- Then: presence and immediacy. The vocals aren’t “back there” somewhere, lost in the mix. They’re front and center where any recording engineer worth his salt — Eddie Kramer in this case — would have put them.
- The Big Sound comes next — wall to wall, lots of depth, huge space, three-dimensionality, all that sort of thing.
- Then transient information — fast, clear, sharp attacks, not the smear and thickness so common to these LPs.
- Tight punchy bass — which ties in with good transient information, also the issue of frequency extension further down.
- Next: transparency — the quality that allows you to hear deep into the soundfield, showing you the space and air around all the instruments.
- Extend the top and bottom and voila, you have The Real Thing — an honest to goodness Hot Stamper.
A Must Own Pop Record
This Demo Disc Quality recording should be part of any serious audiophile Popular Music Collection. Others that belong in that category can be found here.
Hurdy Gurdy Man
The Entertaining of a Shy Girl
As I Recall It
Get Thy Bearings
Hi It’s Been a Long Time
West Indian Lady
The River Song
A Sunny Day
The Sun Is a Very Magic Fellow
AMG 5 Star Rave Review
… HURDY GURDY MAN further benefits from eastern Indian classical influences as in previous inclusions of sitar, tablas, and other instruments, but takes these patterns a step further with the inclusion of harmonic drones. Chiefly used in Peregrine, The River Song, and Tangier, the effect is hypnotic. Those who enjoy and are familiar with Led Zeppelin’s song In The Light (Physical Graffiti) will appreciate the earlier use of this. Hurdy Gurdy Man itself was released as a very successful psychedelic-electric single and to that date was Donovan’s hardest rock song yet. The electric guitar leads swirled around the listener and no doubt Page contributed to this song! It charted to #4 on the Billboard charts and #5 in the UK. In addition to distorted guitar leads, an east Indian tambura is played by Donovan for seasoning on what would soon be labeled the “Celtic Rock” sound and what would eventually form into Led Zeppelin. The tambura was a gift from George Harrison.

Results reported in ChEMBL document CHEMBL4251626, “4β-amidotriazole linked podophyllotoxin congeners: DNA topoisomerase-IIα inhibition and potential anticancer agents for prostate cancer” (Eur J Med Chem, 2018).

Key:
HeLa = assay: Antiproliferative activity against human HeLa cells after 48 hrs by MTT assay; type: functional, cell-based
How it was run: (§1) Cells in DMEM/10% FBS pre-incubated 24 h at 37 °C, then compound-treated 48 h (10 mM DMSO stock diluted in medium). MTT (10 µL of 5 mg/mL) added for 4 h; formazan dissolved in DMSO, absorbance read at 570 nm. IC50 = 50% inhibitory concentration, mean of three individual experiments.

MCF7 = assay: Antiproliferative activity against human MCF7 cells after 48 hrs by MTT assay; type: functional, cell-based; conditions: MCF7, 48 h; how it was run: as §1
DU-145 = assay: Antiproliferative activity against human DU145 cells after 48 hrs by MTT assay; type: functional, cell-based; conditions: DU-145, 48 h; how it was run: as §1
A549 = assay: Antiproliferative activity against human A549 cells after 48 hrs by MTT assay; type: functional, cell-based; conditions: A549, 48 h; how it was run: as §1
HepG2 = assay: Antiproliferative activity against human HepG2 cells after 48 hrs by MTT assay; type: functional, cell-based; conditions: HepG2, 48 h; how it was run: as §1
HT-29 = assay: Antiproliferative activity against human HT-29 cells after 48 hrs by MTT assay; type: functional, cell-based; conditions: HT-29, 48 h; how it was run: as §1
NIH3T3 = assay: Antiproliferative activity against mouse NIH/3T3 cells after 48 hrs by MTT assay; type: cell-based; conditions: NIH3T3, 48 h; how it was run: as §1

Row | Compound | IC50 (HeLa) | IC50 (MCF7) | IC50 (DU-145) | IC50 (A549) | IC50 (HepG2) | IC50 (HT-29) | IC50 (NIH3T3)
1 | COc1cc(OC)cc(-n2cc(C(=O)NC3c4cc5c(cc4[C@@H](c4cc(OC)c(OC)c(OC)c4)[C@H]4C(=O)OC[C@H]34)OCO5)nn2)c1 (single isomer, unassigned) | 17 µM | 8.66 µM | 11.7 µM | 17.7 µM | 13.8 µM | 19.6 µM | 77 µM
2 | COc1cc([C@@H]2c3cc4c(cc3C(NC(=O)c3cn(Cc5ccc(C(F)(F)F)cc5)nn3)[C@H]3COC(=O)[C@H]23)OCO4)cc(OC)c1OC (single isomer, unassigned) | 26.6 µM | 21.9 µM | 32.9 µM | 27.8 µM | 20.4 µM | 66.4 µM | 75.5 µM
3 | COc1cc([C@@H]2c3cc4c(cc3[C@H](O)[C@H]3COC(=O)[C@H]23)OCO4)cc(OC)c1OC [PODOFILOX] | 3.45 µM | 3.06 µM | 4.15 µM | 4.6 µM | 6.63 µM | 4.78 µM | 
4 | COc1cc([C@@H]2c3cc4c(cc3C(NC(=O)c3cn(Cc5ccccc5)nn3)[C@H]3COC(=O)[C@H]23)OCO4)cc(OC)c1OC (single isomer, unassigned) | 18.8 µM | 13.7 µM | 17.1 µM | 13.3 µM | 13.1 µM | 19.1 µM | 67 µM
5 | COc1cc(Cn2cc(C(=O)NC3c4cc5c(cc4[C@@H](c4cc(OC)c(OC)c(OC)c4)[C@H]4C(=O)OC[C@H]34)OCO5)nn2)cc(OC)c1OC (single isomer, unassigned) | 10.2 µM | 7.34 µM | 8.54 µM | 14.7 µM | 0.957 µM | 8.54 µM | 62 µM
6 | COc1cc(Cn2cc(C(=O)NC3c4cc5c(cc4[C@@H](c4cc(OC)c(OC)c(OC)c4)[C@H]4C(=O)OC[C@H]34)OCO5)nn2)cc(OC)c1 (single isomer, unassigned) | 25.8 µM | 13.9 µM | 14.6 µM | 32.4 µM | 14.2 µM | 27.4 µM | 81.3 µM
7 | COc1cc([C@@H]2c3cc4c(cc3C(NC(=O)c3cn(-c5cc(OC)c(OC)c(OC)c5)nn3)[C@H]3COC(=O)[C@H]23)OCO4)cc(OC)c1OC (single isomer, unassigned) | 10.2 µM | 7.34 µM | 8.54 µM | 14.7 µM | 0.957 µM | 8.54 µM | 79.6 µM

… Most of the other songs on the original album are uplifting, accessible, pop-rock numbers with a splash of jazz or Caribbean flavor, rounding out an excellent album of the highest musicianship, lyric writing, and songcraft from an era. Get Thy Bearings, West Indian Lady, and Teas are significant standouts, but HURDY GURDY MAN is the one Donovan album I pick out as perfect with no warts. Even the bonus material on the CD is the best addition out of all four of the EMI reissues. Laleña already covered above, is accompanied by its B-side Aye My Love and the B-side from Hurdy Gurdy Man single, Teen Angel, both are fine songs. Poor Cow, the B-side to Jennifer Juniper was written for and used in the film of the same name, another very poignant song. What A Beautiful Creature You Are is a duet sung with the amazing Lulu, an infectious, happy, and slightly sexy song with a wisp of Jamaica Mon! Finally, HURDY GURDY MAN is rounded out by the bonus track addition of re-recorded (and actually better sounding) singles of Colours and Catch The Wind which first made their appearance on Epic Records 1969 release of Donovan’s Greatest Hits, when Pye Records would deny them access to his first two hit singles. Including them here was pure genius on the part of EMI!
I’ve given all five of the “hippy” albums, and the small label pastiche Catch The Wind folk album, 5-Stars, but I would like to say that HURDY GURDY MAN, for me, is the 5th Star above the others. Stellar!
-Beatlenik, September 16, 2011